TNF: How did you start your family?
ADRIAN: It was really important to me to have our child be biologically linked to both me and my partner, and not just one or the other. So we asked Brian’s sister if she would carry for us. After a year, she finally agreed. We flew from our home in California to Missouri, where she lived, for the procedure. A few months later, she called with the great news: she was pregnant! I was shocked that it worked on our first try. From then on, we talked and FaceTimed every day. In the last month of the pregnancy, we left for Missouri and stayed there as to not miss the baby’s birth since you can never be sure what day they might arrive. We were also there to help her with whatever she needed. Our daughter Mariah finally arrived on August 9, 2013. We were so happy and thrilled; I even cried. Brian’s sister signed away all legal and parental rights, and my husband signed on as an adoptive father. She looks more like her second dad than she does me (we used my sperm). People always ask him if he is the bio dad. I find it funny and secretly LOVE it.
TNF: Did you always want to have kids?
ADRIAN: As for me, YES! I always knew that I wanted to be a father. The question was how. I had no idea how to go about it. I always joked about it with female friends at school who said they would be willing to carry for me. But it was just fun and jokes. I knew what I wanted and I made a plan when I was 15 years old. I would tell my sister that when I found a husband and got married, she was going to carry a baby for us using his sperm. I don’t think she was very thrilled about the idea being a lesbian herself and not wanting kids.
As for my partner… no, he never thought about having kids himself. The idea never really crossed his mind. With being gay, he never thought it would be something possible.
TNF: Where do you live?
ADRIAN: We live in Ontario, California, a short 30-minute drive from Los Angeles.
TNF: What is the greatest (and toughest) thing about being a parent?
ADRIAN: The greatest thing about being a parent is the unconditional love that you receive from your child. It is something really beautiful that makes me appreciate life on a whole different level. I don’t know how to explain this feeling, a feeling of satisfaction, of unselfishness and putting someone’s needs ahead of yours and loving it. In a society that is filled with self-loathing, I think this feeling is so rare, and that’s why I’m finding it hard to explain. TRUE LOVE, TRUE PURE LOVE. It’s beautiful.
The toughest thing about being a parent would have to be discipline. The saying is TRUE: “This is going to hurt me more than it’s going to hurt you!” I hate having to discipline, so much so that I sometimes turn to my partner to do it. The first time I ever had to discipline her, she was close to one years old. She was at the age where she was starting to understand language and communication. I was cooking something when she opened the cupboard and pulled the flour out, spilling it all over the floor. I got frustrated, raised my voice, and said, “No, Mariah, you don’t do that!” She looked at me and then cried SO HARD, the hardest I have ever seen her cry. I dropped everything, hugged her, and I cried too. I apologized and told her I was so sorry for screaming but she can’t do those things.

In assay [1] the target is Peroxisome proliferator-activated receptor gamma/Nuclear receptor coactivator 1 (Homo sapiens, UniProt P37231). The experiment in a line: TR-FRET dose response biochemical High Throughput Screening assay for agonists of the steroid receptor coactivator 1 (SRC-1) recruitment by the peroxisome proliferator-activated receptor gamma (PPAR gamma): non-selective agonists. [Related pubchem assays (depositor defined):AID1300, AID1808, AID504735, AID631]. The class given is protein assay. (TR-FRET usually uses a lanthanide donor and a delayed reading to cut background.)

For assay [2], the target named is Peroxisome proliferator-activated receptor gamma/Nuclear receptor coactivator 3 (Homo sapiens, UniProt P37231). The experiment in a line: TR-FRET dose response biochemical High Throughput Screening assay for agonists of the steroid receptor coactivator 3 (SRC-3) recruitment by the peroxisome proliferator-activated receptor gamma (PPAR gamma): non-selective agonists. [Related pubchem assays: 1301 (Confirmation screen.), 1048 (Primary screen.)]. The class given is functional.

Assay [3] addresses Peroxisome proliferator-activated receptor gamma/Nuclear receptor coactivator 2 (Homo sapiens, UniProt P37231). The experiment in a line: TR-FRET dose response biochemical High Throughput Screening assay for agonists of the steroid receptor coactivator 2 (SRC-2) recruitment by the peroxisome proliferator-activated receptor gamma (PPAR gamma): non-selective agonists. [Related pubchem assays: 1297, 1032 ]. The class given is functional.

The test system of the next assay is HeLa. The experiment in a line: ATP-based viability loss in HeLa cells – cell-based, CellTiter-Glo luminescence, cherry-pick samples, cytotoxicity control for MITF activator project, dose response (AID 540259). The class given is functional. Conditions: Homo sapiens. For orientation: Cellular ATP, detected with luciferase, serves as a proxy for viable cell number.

TNF: Does your family feel adversity?
ADRIAN: Honestly, no. My entire family, as well as those outside of my family, have been aware. They are all very accepting of us as a gay couple. I have not once stepped outside of my house and received ugly looks or remarks. I’ve only heard people tell me beautiful things. When I take her to the park, other parents are always so eager to meet me. I feel proud of myself and proud of her. I’m very thankful that I can live my life “normally,” as some might say.
TNF: Do you have any advice for LGBT youth?
ADRIAN: Yes, I do. My advice is follow your heart. I have been told many times by so many gay people, “I wish I had what you have. I’m so jealous because I want a partner and a baby.” I always write back to them and say, “Don’t be jealous of me, be happy for me. You can do this too. Its not hard. If you really want this, you can achieve it.” Get serious with someone. Create a wonderful, small circle of great friends or even close family members for support, stay connected, and start your life. I have so much fun taking my daughter to the park. I have so much fun meeting parents for play dates. I honestly enjoy dropping her off at grandma’s house so me and my husband can go out on a date. Life changes, life grows. It’s beautiful. And hopefully a website like The Next Family will give people that type of hope.
TNF: What’s one life lesson you want to teach your children?
ADRIAN: There so many to choose from, but if I had to choose one, I want to teach her to love and respect other people. Right now kids are growing up in a time where it’s “all about ME, and what I need and what I want and what makes ME happy.” I want her to be happy but also be considerate of others around her, and to be considerate of their happiness as well, not just her own.
Thank you for sharing your beautiful family with us!
TYLENOL® – a brand that has cared for families for over 60 years – believes that it isn’t who you love, it is how you love that truly matters most. #HowWeFamily, is a campaign to showcase that while modern families are unique, we all share the same fundamental values that create an enduring family bond. Learn more about this great project by visiting HowWeFamily.com.
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Originally published on The Seattle Lesbian
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